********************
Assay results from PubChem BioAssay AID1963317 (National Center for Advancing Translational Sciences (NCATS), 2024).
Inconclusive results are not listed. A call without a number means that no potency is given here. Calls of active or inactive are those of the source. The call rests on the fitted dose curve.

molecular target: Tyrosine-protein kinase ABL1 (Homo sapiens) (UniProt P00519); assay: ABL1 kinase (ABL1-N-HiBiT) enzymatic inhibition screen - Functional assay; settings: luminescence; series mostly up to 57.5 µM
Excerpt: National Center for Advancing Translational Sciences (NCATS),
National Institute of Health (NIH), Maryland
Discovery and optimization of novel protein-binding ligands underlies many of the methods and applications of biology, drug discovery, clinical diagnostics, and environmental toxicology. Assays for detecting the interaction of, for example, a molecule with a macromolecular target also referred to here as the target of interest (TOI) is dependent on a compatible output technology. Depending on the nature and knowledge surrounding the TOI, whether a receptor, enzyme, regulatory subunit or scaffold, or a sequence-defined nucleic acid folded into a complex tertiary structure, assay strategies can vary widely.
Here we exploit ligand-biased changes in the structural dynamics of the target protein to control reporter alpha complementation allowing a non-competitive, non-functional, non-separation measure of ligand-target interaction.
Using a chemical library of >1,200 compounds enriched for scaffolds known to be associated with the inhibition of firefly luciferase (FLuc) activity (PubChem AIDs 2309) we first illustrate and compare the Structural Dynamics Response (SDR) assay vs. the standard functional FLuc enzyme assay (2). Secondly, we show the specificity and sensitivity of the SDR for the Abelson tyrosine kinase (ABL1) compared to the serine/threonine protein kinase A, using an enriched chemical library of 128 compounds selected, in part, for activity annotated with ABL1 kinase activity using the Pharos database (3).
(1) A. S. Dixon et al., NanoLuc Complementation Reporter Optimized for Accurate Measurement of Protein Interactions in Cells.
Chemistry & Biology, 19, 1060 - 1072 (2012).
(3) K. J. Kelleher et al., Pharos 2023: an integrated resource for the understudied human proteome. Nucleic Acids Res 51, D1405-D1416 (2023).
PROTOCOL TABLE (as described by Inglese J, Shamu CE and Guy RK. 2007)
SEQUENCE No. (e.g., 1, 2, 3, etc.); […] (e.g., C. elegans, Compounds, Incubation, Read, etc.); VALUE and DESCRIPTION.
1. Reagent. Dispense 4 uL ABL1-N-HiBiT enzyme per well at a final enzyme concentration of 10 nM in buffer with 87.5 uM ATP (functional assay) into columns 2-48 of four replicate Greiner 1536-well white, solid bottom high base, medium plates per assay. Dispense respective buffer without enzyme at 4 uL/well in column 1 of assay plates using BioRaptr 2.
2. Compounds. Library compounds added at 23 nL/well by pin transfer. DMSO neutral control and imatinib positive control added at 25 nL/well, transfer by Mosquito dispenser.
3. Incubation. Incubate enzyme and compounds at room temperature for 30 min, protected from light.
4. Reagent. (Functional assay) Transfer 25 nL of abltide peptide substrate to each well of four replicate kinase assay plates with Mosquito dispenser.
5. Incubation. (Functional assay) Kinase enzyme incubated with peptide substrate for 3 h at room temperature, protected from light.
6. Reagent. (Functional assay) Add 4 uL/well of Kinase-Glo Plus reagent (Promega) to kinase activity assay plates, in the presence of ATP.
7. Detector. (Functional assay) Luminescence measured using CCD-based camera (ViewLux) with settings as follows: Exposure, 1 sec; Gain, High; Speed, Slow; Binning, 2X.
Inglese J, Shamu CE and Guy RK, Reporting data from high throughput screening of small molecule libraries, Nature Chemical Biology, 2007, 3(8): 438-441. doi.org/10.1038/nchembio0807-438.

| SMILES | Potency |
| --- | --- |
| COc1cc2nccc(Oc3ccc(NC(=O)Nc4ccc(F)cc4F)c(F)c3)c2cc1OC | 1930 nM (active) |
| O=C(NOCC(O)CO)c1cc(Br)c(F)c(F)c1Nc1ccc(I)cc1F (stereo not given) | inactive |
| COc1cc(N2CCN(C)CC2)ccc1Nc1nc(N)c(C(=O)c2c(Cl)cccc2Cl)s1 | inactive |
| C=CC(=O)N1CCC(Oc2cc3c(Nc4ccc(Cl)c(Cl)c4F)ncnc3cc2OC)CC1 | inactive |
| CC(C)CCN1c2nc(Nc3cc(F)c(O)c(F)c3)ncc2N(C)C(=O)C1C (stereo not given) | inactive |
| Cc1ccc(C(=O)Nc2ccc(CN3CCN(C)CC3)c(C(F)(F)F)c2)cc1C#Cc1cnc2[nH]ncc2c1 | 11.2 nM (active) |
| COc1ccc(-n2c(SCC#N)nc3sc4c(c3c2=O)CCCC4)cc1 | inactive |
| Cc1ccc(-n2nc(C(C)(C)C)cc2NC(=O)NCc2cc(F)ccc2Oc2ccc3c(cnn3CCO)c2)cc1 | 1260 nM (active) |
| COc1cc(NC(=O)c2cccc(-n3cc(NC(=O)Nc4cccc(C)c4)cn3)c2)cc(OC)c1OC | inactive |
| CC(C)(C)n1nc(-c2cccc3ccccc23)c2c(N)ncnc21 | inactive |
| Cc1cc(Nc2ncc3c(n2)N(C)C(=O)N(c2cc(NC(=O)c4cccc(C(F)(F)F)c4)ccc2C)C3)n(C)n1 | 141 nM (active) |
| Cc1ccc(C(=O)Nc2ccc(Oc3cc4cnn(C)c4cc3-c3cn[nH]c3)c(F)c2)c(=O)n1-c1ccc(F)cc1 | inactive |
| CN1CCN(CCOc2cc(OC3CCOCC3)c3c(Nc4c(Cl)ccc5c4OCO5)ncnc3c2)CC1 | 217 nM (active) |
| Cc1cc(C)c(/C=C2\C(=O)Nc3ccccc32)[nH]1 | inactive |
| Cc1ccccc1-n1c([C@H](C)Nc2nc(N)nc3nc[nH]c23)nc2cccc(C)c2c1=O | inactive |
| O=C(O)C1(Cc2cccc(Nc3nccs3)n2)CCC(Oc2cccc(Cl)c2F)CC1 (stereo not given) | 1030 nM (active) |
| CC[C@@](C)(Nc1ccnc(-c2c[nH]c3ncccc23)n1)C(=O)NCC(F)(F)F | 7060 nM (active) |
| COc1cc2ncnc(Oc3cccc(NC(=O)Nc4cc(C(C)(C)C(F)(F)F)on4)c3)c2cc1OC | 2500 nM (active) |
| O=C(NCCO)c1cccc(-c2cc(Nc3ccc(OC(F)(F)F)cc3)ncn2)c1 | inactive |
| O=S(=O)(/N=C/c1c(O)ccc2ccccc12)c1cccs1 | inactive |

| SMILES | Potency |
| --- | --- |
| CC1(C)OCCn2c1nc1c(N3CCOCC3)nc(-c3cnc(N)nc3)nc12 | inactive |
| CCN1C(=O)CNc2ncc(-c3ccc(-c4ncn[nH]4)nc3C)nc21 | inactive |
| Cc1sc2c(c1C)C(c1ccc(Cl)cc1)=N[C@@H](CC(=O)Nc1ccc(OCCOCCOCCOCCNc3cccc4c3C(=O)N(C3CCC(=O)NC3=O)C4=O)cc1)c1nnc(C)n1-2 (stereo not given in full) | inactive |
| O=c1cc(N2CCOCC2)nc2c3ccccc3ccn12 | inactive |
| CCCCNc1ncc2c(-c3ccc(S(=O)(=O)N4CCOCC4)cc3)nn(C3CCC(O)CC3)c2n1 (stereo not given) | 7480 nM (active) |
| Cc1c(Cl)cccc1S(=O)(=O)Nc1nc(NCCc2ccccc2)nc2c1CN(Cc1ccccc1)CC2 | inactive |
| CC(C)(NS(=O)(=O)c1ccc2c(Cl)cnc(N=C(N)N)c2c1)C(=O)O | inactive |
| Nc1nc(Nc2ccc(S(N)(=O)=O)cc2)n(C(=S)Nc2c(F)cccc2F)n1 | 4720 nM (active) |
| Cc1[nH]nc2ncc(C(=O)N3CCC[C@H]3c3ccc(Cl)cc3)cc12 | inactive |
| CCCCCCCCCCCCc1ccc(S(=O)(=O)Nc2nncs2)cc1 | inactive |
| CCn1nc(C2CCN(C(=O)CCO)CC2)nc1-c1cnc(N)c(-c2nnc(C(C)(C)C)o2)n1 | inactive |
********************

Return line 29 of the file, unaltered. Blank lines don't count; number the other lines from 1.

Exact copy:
| Cc1ccc(C(=O)Nc2ccc(CN3CCN(C)CC3)c(C(F)(F)F)c2)cc1C#Cc1cnc2[nH]ncc2c1 | 11.2 nM (active) |